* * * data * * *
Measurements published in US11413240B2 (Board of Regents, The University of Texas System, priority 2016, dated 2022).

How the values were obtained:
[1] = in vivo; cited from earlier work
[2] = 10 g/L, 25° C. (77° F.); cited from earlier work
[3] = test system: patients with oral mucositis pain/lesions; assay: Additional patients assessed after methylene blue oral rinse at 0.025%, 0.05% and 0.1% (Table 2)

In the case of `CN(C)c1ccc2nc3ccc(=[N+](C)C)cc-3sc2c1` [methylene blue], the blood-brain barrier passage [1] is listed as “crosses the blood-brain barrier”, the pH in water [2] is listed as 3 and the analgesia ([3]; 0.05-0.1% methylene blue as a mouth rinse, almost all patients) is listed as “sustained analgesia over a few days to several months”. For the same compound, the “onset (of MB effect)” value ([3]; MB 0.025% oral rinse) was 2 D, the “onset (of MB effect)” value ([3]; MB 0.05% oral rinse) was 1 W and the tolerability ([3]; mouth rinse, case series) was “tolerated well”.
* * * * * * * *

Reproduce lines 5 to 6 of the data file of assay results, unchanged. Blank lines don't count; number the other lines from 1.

[3] = test system: patients with oral mucositis pain/lesions; assay: Additional patients assessed after methylene blue oral rinse at 0.025%, 0.05% and 0.1% (Table 2)

In the case of `CN(C)c1ccc2nc3ccc(=[N+](C)C)cc-3sc2c1` [methylene blue], the blood-brain barrier passage [1] is listed as “crosses the blood-brain barrier”, the pH in water [2] is listed as 3 and the analgesia ([3]; 0.05-0.1% methylene blue as a mouth rinse, almost all patients) is listed as “sustained analgesia over a few days to several months”. For the same compound, the “onset (of MB effect)” value ([3]; MB 0.025% oral rinse) was 2 D, the “onset (of MB effect)” value ([3]; MB 0.05% oral rinse) was 1 W and the tolerability ([3]; mouth rinse, case series) was “tolerated well”.